Israel to cooperate with UN fact-finding mission in Jenin

United Nations Mideast envoy Terje Roed-Larsen described the conditions in the Jenin refugee camp as "horrifying beyond belief." (AP)

Israel has agreed to cooperate with a United Nations fact-finding team being sent to investigate what happened during the IDF's battles in the Jenin refugee camp. But Israeli officials have made clear that three senior UN officials would not be acceptable as fact-finders: Terje Roed-Larsen, the special coordinator for the Middle East; Mary Robinson, the high commissioner for human rights; and Peter Hansen, the commissioner of the United Nations Relief and Works Agency for Palestinians Refugees in the Near East, the agency responsible for the refugee camps.

A statement issued by Foreign Affairs Minister Shimon Peres's office said he told UN Secretary General Kofi Annan that Israel has nothing to hide regarding the Jenin operation. "Jenin had been the site of a fierce battle with armed terrorists, who had deliberately hidden themselves among the civilian population. The IDF did its utmost to avoid harming innocent civilians, and its record is clean in this matter," the statement said.

Tapes recorded during the IDF operations in Jenin will be turned over to members of the team and delegates will be allowed to interview soldiers and officers who took part in the fighting, Israel Radio reported. The UN's decision to send a fact-finding team to Jenin followed a unanimous Security Council resolution adopted Friday with Israel's approval. Resolution 1405 welcomed "the initiative of the Secretary-General to develop accurate information regarding recent events in the Jenin refugee camp through a fact-finding team."

The resolution also raised the council's concern for the "dire humanitarian situation of the Palestinian civilian population" and called for "the lifting of restrictions imposed… on the operations of humanitarian organizations, including the International Committee of the Red Cross and United Nations Relief and Works Agency for Palestine Refugees in the Near East."

The Security Council resolution followed a two-day debate on the Middle East, during which the United States threatened to veto an earlier Arab resolution asking for a probe of Israeli actions in the Jenin camp, which it termed a "massacre." Alternative wording presented by the U.S. also excluded the word "investigation" from the definition of the UN fact-finding mission.

Larsen may be declared "persona non grata"

Roed-Larsen said today that he will not participate in the UN fact-finding team, but would present testimony to it. The UN envoy said that he accepted Israel's objection to his participation in the team, and emphasized that he had not commented against Israel's military operations, but only on the damage caused to the Palestinian population. "I am not accusing anyone of massacres," Roed-Larsen said Friday, a day after touring the camp. "But what I saw yesterday was truly appalling, the destruction was massive and the stench overwhelming." The human catastrophe in the camp was "horrifying beyond belief," he said earlier.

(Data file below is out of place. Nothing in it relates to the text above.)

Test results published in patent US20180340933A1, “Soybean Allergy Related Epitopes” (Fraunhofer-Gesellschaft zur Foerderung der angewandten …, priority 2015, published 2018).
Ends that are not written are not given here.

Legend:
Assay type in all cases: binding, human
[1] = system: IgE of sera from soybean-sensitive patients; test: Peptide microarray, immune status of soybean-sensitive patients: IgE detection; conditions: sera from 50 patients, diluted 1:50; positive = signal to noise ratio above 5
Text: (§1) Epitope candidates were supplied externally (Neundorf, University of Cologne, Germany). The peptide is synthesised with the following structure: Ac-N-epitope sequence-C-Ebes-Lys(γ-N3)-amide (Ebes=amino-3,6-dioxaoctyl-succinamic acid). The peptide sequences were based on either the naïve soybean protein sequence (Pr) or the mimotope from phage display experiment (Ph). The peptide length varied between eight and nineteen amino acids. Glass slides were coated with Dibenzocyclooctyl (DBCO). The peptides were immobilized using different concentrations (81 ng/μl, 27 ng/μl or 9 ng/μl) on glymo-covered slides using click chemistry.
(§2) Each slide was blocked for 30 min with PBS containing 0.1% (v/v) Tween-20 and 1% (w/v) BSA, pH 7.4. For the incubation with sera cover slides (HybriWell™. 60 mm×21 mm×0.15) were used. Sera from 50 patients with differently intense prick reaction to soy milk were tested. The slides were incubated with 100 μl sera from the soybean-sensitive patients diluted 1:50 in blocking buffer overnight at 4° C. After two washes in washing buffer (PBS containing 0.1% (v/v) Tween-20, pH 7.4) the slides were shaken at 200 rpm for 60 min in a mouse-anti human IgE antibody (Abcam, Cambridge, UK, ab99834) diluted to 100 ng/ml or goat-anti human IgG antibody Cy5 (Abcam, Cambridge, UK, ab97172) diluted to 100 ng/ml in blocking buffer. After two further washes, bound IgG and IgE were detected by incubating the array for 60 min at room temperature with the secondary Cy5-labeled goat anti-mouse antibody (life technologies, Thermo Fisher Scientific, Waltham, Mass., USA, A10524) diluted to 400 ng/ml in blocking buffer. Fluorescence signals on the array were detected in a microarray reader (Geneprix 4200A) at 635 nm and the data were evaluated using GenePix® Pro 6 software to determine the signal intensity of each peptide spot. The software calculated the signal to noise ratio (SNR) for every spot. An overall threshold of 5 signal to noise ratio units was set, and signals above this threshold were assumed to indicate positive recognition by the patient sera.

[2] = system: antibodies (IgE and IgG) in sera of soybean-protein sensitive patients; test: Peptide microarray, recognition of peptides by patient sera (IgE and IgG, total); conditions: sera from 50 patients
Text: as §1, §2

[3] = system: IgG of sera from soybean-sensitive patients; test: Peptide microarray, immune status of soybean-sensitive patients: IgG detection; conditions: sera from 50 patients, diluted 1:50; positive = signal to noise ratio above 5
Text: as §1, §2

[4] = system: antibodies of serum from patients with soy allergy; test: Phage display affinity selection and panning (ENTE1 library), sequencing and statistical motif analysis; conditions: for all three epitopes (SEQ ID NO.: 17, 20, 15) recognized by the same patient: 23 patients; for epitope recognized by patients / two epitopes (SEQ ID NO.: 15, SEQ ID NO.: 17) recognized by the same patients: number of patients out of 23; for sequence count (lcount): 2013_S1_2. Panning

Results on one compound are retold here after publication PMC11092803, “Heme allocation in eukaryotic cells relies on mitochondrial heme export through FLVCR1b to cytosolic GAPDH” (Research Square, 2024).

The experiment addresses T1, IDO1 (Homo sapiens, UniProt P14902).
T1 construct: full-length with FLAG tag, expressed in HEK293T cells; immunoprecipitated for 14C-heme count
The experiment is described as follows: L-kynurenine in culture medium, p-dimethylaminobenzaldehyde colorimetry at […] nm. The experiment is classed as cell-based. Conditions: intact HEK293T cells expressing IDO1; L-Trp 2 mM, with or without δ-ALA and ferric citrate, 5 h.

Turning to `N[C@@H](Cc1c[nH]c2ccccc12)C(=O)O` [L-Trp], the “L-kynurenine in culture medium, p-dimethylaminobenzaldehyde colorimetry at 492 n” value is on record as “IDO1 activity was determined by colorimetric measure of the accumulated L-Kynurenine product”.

Defense Minister Binyamin Ben-Eliezer today accused Roed-Larsen of "incitement" against Israel. The envoy had "adopted the Palestinians' stance - hook, line and sinker," Ben-Eliezer said, speaking on Israel Radio.

Sources connected to Prime Minister Ariel Sharon said the government was considering declaring Roed-Larsen a "persona non grata," after his harsh comments against Israel. "Sometimes it seems that Larsen is a spokesman for the Palestinians," one senior official said, quoted in Maariv.

But sources added that Sharon has refused to meet with Roed-Larsen for some time, and has instructed his advisers to refrain from meeting with the UN envoy.

"We have nothing to hide"

Minister without portfolio Dan Meridor (Center Party) said Friday that Israel has "nothing to hide, nothing to fear" from a fact-finding team. "We fought a tough battle. We lost 23 fighters. We can assume civilians were hurt, to our regret, but it wasn't us who wanted to conduct the battle in this place."

But Minister without portfolio Danny Naveh (Likud) said that Israel should have stood firm in its objection to an international fact-finding team. Speaking to Army Radio, Naveh noted that the United States never agreed to international investigation when Afghani civilians were killed during the war against terrorism there. Naveh said that this was the first time Israel had agreed to have an international organization review the IDF's operations, and this was a bad precedent for the country.

Former Prime Minister Binyamin Netanyahu said the fact that the United Nations was sending a fact-finding team to Jenin was an example of the organization's "double standard" and was "hypocritical." Speaking at a conference in Mexico, Netanyahu emphasized the fact that UN never sends teams to investigate after Palestinians kill teenagers at a discotheque or people celebrating the Seder meal.

Opposition leader Yossi Sarid (Meretz) said it was clear that there had been no "massacre" in the Jenin refugee camp, but rather a "terrible tragedy." In an opinion piece published on the ynet site, Sarid said he was willing to testify before the UN fact-finding team, but added that the government should have known in advance that there were going to be many civilian casualties in the IDF operation in Jenin.

Ellis Shuman Israelinsider

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